The credit card industry is a maze of misinformation, and down right fraud in some cases. Another insidious business is the third part collectors, who allege that you now owe a debt to them. This is a down right fraud in regard to commercial contracts. I was a victim of this fraud many years ago, before I did the research and discovered that I did not owe anything to these third party collectors. They capture unsuspecting debtors through “Adhesion Contracts”, when the debtor dose not respond with the right questions to these collecting agencies. Since I learned the truth about these crooks, I have stopped them after the first letter, even when it came from an attorney, or someone who pretends to be a lawyer.

      I hope that your research team, gives a comprehensive look at these types of contracts, and you are able to bring this information to your viewing public. It would help many who are trapped in this web of deceit.

      Thank you for your time, and keep up the good work you are doing.

      Warren William Stouch
      Berwyn, Pa. 19312

  • Steve

    Agreed. People who need their butts wiped all their life want the gov to swoop in and save them from being stupid. I have a card with citi through home depot. Guess what there is a date in decent print telling me when my promo is up on the statement. I’m not one who throws statements out unopened as a lot of people do. It’s time for people to take responsibility for themselves and grow up. If you don’t want to have to remember when to pay a bill then don’t buy things that way. Shame on you not the finance company.

  • Olney Falcon

    “Banks rarely go out of their way to notify you that your interest free deal is about to expire. ”

    Anybody with half a brain KNOWS how these deals work. I have no sympathy for anyone who doesn’t use their ‘half a brain”. Shame on them, and their parents for not teaching them, “There is no such thing as a Free Lunch!” Your moron parents rejected the aphorisms they were taught as children, and now their children are paying for it. Shame, shame, shame. But, hey, “That’s life! You win some, and you lose some!” God Bless…

  • Olney Falcon

    ” Where is the protection for the consumer and why are these contracts even allowed ? ” Tony, Tony, Tony… You keep on believing that the government is here to protect your sorry butt… LOL… Here’s some advice for you, pal, “READ THEN SIGN”… Not: “Sign then never read until it is too late to help YOURSELF!!!” Just another bunch of uneducated fools who need their diapers changed. Tired of hearing this nonsense. Grow the heck up, people!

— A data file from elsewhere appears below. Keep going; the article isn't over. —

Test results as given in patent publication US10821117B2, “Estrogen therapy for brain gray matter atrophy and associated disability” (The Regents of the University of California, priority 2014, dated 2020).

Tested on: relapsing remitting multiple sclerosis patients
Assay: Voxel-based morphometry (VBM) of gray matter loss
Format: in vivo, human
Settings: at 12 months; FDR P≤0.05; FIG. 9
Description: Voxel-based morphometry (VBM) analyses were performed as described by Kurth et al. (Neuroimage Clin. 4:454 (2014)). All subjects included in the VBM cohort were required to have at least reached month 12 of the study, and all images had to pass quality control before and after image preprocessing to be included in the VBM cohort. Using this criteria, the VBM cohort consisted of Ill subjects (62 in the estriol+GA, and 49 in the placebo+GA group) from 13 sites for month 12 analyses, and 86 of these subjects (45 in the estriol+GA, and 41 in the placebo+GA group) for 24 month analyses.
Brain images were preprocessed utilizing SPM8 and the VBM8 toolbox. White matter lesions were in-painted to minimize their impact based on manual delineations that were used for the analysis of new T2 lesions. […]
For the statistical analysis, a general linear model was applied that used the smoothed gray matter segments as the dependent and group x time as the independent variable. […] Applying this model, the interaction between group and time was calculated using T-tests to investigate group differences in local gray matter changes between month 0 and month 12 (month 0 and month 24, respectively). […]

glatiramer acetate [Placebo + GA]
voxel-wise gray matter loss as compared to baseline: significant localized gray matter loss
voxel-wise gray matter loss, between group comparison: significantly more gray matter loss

• Tony Badalamenti

      I think you miss my point. I understand buyer beware, read before you sign, etc. I know how these contracts work and would not be caught in one of them. I always pay 5- 7 days before any bill is due. My point is if you were to run an amortization schedule for a $5,600 loan at 25% for 12 months and paid $467 per month thinking it would be paid off, the balance would be $880 , not $1,300 as reported in this article. My point is the banks are not even calculating the interest properly yet they are allowed to do whatever they want. Do I expect the gov’t to protect me ? No of course not! I understand you need to look out for yourself because no one else will. I was only raising questions.

  • Steve

    Maybe consumers need to do their homework and stop crying because they didn’t read details before they sign. Would you sign a contract that gave up your civil rights because it was in fine print??? Wake up and read. Your signature is worth ten minutes if reading!!

  • Tony Badalamenti

    Even if he was late with the last payment, why is the bank allowed to charge interest on the full amount of $5,600. The interest should only be charged on the remaining balance of $466 if paid over 12 months. Isn’t there something illegal with the way these contracts are written. Where is the protection for the consumer and why are these contracts even allowed ?